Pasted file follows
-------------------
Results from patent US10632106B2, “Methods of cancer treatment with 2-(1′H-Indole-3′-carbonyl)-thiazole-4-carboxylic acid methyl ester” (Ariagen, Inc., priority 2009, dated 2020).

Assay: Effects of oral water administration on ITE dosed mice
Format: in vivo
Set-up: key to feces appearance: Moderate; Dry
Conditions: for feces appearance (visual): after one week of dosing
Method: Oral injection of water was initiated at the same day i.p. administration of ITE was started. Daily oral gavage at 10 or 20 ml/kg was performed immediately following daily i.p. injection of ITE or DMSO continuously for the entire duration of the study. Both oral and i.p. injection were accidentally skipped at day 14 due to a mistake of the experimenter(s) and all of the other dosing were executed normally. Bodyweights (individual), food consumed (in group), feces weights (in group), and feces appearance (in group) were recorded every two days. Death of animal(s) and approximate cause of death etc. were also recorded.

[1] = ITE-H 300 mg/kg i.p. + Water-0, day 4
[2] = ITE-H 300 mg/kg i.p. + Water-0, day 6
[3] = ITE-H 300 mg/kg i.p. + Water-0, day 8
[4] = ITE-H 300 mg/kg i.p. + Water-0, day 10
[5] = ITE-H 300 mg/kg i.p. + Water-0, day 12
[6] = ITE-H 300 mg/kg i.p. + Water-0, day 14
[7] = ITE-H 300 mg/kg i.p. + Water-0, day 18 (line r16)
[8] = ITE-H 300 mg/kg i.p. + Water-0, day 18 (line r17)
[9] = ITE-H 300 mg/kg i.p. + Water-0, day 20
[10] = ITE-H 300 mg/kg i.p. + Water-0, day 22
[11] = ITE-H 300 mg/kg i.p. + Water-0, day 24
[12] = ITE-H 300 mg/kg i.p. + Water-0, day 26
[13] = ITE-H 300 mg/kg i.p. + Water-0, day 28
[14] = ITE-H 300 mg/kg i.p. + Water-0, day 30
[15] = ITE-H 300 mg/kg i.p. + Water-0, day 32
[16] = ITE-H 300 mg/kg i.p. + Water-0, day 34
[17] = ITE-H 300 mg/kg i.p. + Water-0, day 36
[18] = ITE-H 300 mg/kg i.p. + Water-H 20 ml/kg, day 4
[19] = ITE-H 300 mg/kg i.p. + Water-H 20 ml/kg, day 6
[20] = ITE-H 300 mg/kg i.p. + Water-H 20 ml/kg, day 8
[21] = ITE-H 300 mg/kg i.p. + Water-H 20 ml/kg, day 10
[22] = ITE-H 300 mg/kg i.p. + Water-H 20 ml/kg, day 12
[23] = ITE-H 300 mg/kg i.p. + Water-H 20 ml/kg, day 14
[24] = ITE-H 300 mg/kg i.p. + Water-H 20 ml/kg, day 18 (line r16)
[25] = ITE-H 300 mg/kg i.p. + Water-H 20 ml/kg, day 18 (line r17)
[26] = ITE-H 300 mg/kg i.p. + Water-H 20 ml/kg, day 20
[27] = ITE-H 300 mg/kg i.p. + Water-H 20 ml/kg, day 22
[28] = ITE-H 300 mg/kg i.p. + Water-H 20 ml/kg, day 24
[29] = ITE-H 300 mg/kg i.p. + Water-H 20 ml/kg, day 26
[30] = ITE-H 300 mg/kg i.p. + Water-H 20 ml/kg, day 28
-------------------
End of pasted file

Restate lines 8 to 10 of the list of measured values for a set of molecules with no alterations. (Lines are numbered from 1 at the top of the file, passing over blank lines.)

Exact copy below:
[2] = ITE-H 300 mg/kg i.p. + Water-0, day 6
[3] = ITE-H 300 mg/kg i.p. + Water-0, day 8
[4] = ITE-H 300 mg/kg i.p. + Water-0, day 10